“People sitting on the couch who see a TV ad, they’re not going to run and get their laptop,” notes Hill. “They pull out their phone and search for us right there.” In prime time (6-10pm), for example, 81% of attributed visits were from mobile.

Making adjustments 

As results came in, the Open Colleges team made adjustments to campaigns, ad buys and creatives to capitalize on what they learned. The realized they had to make sure their online ads were at or near top position for web searches using keywords like online courses any time their TV ads were driving response. “Your search bidding strategy has to be aligned with your TV activity,” says Hill. “If your TV ad drives a mobile user to search for online education and you aren’t there, you won’t make the most of your investment.”

In the first three months, Open Colleges saw a significant uplift with its key target audience of women aged 25–54. As a result, the team is now testing many new approaches, like targeting smaller audiences in Western Australia, trying programming alternatives at off-peak hours, and exploring the hours where 15-second ads get the best ROI.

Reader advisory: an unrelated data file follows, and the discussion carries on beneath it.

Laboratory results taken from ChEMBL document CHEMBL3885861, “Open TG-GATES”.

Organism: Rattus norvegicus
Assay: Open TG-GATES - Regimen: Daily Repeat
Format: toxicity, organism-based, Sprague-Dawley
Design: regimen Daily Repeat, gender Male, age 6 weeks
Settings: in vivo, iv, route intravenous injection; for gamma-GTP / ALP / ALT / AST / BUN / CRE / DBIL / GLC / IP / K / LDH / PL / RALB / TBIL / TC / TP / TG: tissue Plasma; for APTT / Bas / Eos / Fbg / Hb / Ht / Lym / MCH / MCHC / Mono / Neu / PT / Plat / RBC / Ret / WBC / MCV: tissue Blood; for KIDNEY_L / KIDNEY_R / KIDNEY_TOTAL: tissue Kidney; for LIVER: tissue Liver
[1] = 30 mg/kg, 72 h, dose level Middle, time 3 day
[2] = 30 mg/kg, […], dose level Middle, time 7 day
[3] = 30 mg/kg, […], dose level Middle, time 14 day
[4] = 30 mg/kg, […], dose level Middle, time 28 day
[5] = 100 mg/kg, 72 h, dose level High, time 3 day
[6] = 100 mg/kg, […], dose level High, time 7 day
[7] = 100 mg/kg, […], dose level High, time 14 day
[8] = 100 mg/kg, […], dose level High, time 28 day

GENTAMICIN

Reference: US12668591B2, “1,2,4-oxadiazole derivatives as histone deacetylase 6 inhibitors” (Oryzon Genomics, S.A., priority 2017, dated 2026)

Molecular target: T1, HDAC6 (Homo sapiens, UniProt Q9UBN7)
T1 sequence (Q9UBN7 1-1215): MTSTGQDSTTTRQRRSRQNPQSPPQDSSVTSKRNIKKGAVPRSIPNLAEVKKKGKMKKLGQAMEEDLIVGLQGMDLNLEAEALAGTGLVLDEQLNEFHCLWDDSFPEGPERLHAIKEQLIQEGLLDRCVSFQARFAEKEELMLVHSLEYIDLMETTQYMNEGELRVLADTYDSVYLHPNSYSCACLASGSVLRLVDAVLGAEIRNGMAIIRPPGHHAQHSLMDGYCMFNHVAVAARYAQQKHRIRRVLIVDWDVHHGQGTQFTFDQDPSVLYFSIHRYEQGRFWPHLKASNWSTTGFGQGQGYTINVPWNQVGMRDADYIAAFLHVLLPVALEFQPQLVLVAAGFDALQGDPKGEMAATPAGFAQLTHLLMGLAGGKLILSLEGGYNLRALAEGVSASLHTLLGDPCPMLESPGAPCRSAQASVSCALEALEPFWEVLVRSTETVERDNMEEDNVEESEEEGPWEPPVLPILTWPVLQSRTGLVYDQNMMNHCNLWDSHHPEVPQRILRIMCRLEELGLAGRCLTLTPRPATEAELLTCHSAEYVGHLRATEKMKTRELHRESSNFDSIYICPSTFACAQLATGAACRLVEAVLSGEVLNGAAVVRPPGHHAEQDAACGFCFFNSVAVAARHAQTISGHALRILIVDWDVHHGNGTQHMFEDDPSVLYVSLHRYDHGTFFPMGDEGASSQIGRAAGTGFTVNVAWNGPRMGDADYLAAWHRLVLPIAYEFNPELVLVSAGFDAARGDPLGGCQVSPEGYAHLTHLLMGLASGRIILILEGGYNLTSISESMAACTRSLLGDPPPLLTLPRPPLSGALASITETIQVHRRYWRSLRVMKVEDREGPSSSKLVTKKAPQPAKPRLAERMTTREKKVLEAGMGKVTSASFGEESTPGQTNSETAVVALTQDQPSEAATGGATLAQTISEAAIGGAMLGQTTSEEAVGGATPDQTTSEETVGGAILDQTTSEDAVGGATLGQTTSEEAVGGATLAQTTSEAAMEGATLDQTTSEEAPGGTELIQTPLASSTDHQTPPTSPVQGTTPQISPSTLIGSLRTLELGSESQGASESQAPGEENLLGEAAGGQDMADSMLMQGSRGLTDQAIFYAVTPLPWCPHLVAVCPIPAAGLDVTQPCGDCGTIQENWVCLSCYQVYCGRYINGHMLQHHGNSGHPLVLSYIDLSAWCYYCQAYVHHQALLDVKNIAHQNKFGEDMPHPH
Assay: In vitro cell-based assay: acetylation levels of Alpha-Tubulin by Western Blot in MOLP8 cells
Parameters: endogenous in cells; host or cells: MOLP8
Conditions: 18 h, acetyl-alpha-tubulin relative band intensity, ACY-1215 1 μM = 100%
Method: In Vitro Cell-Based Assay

“Traditional metrics just don’t cut it anymore,” says Hill. “You need to understand what your marketing dollars are doing for you in detail, and TV attribution has given us the visibility and confidence that TV does deliver against hard business metrics. If you’re serious about understanding the pathways to conversion and the full impact of your offline spend for maximum ROI, Attribution 360 is a must.”

Read the full case study with Open Colleges for more details.